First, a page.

Imbued with unseen wisdom, the selection of fruits for offerings in religious practices reveals a profound understanding of their symbolic significance.
In traditional Chinese ceremonies, the use of fruit offerings plays a critical role, particularly on the first and fifteenth days of the lunar month and during significant festivals.
While the nutritional value of each fruit is considered, the choice extends beyond mere sustenance. Each fruit’s symbolic meaning has a profound impact on its suitability for different ceremonies, reinforcing the intricate nature of selecting fruit offerings.
This process of selecting appropriate fruit offerings is not based on personal preference; rather, it’s deeply connected to the symbolic resonance of each fruit.
For instance, bananas, associated with ‘summoning’, are not considered suitable fruit offerings during the Hungry Ghost Festival due to their implied power to ‘summon’ wandering spirits.
In contrast, the Hokkien tradition prescribes the offering of ‘five fruits and six vegetarian dishes‘ when honouring the Heavenly God, demonstrating the diverse interpretations within the practice of fruit offerings.
Interestingly, the pineapple, a popular choice for numerous ceremonies, symbolizes ‘prosperity is coming’ in the Fujian dialect.
In the following sections, let’s explore further the hidden meanings and therapeutic benefits of fruits commonly used as offerings in these acts of divine worship.
Table of Contents
Suitable Fruits for Worship:
1. Pineapple (Symbolizes prosperity) – 鳳梨
This sweet and slightly sour fruit nourishes the stomach and kidney meridians and can quench thirst, relieve irritation, reduce swelling, and invigorate qi. However, pineapples should be avoided during the Qingming Festival and Hungry Ghost Festival to prevent ‘summoning’ unwanted ‘guests’.
2. Pear (Symbolizes water brings wealth) – 水梨
A pear, with its cooling properties, can clear heat and moisten the lungs. It’s a popular choice for its wealth-bringing symbolism, but people with a cold spleen and stomach should consume it in moderation.
3. Tangerine (Symbolizes auspicious) – 橘子
This fruit, apart from stimulating appetite and moistening lungs, can treat nausea and excessive alcohol consumption. The dried tangerine peel is particularly beneficial for the liver, spleen, and lungs’ qi flow.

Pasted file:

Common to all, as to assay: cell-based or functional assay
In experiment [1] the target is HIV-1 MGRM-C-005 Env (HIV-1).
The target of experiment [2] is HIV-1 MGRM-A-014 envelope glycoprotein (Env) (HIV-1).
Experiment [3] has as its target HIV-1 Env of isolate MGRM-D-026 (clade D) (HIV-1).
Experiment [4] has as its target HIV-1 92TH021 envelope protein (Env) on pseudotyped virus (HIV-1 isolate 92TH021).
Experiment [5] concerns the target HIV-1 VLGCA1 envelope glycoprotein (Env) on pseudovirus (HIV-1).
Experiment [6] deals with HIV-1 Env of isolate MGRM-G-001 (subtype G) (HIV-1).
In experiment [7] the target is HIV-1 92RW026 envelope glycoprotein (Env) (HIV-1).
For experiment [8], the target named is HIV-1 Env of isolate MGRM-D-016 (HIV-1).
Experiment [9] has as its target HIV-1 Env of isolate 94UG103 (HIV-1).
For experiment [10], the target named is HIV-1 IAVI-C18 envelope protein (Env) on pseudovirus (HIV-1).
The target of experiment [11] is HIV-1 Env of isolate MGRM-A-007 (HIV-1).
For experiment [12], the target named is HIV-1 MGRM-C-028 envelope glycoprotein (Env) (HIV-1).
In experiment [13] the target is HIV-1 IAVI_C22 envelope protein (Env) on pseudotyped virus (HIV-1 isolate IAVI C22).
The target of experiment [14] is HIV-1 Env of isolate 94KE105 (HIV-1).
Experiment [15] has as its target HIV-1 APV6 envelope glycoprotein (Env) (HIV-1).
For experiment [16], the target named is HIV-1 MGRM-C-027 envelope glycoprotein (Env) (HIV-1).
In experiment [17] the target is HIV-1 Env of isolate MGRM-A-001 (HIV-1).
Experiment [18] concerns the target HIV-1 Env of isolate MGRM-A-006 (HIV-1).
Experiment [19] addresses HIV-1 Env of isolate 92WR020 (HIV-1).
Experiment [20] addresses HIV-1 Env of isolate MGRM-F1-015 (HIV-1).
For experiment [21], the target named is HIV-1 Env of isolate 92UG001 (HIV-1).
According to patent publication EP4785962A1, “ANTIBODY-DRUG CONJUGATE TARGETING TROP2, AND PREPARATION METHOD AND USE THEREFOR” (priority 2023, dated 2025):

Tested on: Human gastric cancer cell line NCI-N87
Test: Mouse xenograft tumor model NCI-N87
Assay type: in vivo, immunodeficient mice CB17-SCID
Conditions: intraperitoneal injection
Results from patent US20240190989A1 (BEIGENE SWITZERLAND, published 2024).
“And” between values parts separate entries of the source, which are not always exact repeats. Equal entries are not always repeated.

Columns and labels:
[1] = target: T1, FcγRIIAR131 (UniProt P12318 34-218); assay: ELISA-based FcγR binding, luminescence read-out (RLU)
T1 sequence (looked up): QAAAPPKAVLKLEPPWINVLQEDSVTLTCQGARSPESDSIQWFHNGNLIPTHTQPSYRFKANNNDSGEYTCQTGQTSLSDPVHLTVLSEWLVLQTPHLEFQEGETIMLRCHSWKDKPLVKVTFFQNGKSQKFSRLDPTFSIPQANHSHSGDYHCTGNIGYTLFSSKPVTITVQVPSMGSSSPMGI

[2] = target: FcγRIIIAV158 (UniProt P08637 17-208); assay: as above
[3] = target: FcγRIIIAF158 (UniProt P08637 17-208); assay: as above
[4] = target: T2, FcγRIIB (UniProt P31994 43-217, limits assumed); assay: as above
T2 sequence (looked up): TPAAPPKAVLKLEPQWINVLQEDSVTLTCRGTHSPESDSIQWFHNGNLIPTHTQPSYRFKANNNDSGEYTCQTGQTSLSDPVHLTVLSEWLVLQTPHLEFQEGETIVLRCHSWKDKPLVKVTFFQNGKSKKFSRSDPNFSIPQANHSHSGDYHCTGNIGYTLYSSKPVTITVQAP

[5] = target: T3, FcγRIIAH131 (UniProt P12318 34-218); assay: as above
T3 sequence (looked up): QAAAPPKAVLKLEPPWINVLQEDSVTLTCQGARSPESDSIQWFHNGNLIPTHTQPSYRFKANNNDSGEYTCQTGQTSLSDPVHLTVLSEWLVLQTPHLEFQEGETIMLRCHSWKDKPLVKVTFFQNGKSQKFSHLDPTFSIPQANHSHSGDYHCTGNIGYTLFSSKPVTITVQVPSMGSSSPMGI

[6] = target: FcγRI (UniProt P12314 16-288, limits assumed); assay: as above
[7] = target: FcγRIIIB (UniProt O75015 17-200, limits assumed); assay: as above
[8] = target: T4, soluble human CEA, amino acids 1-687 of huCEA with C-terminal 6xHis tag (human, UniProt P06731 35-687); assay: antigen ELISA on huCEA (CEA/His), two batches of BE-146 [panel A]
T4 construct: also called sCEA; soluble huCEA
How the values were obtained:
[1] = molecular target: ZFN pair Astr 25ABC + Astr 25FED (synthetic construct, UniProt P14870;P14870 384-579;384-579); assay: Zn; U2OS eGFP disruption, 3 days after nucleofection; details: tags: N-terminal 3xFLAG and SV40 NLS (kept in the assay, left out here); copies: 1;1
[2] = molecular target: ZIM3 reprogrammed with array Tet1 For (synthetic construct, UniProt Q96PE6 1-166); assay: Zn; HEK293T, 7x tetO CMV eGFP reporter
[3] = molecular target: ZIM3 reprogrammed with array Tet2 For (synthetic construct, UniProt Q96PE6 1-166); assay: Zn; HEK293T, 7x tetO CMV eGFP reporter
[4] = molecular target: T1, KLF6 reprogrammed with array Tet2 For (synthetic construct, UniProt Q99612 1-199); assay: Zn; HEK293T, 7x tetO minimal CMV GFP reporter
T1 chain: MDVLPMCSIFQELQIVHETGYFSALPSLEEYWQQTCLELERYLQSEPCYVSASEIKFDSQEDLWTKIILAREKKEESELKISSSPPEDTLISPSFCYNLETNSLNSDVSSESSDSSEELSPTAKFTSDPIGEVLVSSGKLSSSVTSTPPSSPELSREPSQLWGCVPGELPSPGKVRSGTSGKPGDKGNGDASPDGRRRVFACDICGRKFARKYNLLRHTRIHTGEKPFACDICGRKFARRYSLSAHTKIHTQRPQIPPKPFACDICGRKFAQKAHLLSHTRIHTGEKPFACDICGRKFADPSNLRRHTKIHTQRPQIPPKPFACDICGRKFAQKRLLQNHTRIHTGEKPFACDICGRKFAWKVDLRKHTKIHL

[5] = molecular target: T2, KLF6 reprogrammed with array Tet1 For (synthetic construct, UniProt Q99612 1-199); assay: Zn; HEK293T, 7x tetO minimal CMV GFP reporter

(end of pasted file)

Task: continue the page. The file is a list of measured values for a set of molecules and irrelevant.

4. Persimmon (Symbolizes fulfilled wishes) – 柿子
Persimmon’s sweet and cooling properties are excellent for treating heat-induced coughs, but it’s unsuitable for those with cold spleen and kidney.
5. Pomelo (Symbolizes fertility) – 柚子
Pomelo strengthens the stomach and promotes physical beauty. However, due to its cooling nature, it is not recommended for those with a cold spleen and stomach.
6. Apple (Symbolizes peace and safety) – 苹果
A nourishing fruit for the spleen and lung meridians, an apple is a symbol of peace and safety. However, its consumption should be controlled to prevent bodily weakness.
7. Grape (Symbolizes abundant progeny) – 葡萄
A powerful qi and blood replenisher, the grape symbolizes a flourishing lineage. It also benefits the liver and kidneys and strengthens muscles and bones.
8. Cantaloupe/Rock Melon (Symbolizes lineage longevity) – 香瓜
This sweet and slightly cool fruit relieves hunger and clears lung heat. However, overconsumption can cause diarrhea.
9. Oranges (Symbolizes luck and prosperity) – 橙子/柳丁
Oranges are believed to stimulate appetite, help digestion, and suppress coughs, making them an emblem of great luck and prosperity.
10. Banana (Symbolizing the attraction of good fortune) – 香蕉
In the taiwanese dialect, the term for banana carries a homophonic implication of “summoning”, symbolizing the attraction of good fortune. However, it should be avoided during the Qingming and Zhongyuan festivals (Hungry Ghost Festival).
Additionally, remember that according to the ‘I Ching Book of Changes (易经)’, odd numbers are yang and even numbers are yin. Therefore, the number and type of fruits used for worship should be odd, like three or five.
Whether it’s for a festival or regular worship, it’s important to understand these rules about offerings to avoid mistakes and embarrassment!
Types of Fruit Not To Be Used in Worship
However, not all fruits are suitable for offerings. Certain fruits carry negative connotations and should be avoided during worship: